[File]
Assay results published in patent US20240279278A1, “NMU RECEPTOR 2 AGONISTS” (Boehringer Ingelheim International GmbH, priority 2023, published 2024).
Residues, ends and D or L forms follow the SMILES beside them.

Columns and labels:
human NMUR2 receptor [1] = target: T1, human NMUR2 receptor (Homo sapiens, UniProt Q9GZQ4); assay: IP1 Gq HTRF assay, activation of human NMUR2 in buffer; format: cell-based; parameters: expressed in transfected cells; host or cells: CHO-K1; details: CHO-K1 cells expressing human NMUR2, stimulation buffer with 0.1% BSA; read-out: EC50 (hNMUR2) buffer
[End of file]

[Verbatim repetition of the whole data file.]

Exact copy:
Assay results published in patent US20240279278A1, “NMU RECEPTOR 2 AGONISTS” (Boehringer Ingelheim International GmbH, priority 2023, published 2024).
Residues, ends and D or L forms follow the SMILES beside them.

Columns and labels:
human NMUR2 receptor [1] = target: T1, human NMUR2 receptor (Homo sapiens, UniProt Q9GZQ4); assay: IP1 Gq HTRF assay, activation of human NMUR2 in buffer; format: cell-based; parameters: expressed in transfected cells; host or cells: CHO-K1; details: CHO-K1 cells expressing human NMUR2, stimulation buffer with 0.1% BSA; read-out: EC50 (hNMUR2) buffer